The plot of the film is essentially split up between two teams: Team Kong and Team Godzilla where most of the characters in their respective camps don’t know or care about the other monster except when the forces collide. The plot is pretty simple stuff, and really all an excuse to get Godzilla and Kong to fight each other. Unlike Batman V Superman: Dawn of Justice, which took a simple premise and overcomplicated it, Godzilla vs. Kong just uses the very simple nature of its premise and doesn’t try to make it anything more. It knows the audience is here to watch these two fight. It finds the most economical reason for that to happen other than just Godzilla showing up on Skull Island looking for a fight.

Seeing this film come to life feels like a very interesting evolution of the MonsterVerse franchise. 2014’s Godzilla very much wanted to be a grounded film in a reality the audience recognized, with the addition of Godzilla and the MUTO as new life-changing landmarks. Kong: Skull Island was both a B-movie creature feature mixed with a 70’s style Vietnam war movie. Godzilla: King of the Monsters tried to be the bridge between its predecessor’s serious take on the material and a big-budget realization of the giant Kaiju fights of the Showa era. Here Godzilla vs. Kong has fully embraced itself as a science fiction movie. This is a world that no longer resembles our own, and that is a good thing. The presence of giant creatures has changed the world and we are now in pure science fiction. This film features advanced vehicles, giant machines, and a sequence into the center of the Earth that feels straight out of Julies Verne’s landmark science fiction novel. This is no longer trying to be realistic, it is fully embracing a strange new world.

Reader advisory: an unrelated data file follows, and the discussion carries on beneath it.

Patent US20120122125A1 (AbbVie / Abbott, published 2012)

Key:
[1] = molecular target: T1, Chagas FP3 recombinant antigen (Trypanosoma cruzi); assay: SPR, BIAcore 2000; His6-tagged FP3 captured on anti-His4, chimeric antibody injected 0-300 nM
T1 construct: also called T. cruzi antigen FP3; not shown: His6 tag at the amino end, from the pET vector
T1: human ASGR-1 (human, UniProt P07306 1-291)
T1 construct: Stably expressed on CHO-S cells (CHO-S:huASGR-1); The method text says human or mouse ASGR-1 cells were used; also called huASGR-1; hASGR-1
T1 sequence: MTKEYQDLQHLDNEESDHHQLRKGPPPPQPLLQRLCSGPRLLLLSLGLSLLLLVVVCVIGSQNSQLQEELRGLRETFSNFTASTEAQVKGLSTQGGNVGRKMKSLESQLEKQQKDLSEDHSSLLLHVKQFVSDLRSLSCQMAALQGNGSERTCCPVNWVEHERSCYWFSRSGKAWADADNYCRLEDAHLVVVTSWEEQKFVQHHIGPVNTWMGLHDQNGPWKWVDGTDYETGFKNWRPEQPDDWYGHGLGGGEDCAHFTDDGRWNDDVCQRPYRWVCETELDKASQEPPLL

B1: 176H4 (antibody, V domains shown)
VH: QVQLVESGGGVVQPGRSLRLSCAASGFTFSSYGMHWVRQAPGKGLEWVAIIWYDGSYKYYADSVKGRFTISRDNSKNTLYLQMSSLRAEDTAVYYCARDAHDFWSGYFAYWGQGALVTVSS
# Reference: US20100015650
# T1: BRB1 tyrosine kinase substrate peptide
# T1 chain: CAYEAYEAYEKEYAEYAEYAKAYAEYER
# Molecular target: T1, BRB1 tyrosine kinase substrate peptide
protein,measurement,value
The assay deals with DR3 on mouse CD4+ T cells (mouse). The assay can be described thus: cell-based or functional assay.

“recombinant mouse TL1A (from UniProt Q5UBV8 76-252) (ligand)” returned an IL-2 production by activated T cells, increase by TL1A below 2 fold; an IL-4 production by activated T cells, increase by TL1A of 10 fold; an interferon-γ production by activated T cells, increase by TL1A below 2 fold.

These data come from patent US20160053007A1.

Godzilla vs. Kong feels like the first time the franchise doesn’t feel embarrassed by its own legacy. The 2014 film tried to return to the franchise to the roots of the original 1954 film as being a dark metaphor, and while that was an admirable effort, it seemed to want to avoid the aspects that made Godzilla a pop culture icon for generations. The reason the most remembered part of the first film is the Kaiju battle is because it was the big-budget realization of what fans could only ever imagine. Godzilla vs. Kong isn’t embarrassed or ashamed that it is a film about a giant ape and giant gorilla fighting. It realizes that concept is silly and this is a franchise that is famous for guys in rubber costumes beating each other up, and decides to make the best version of that idea with top CGI.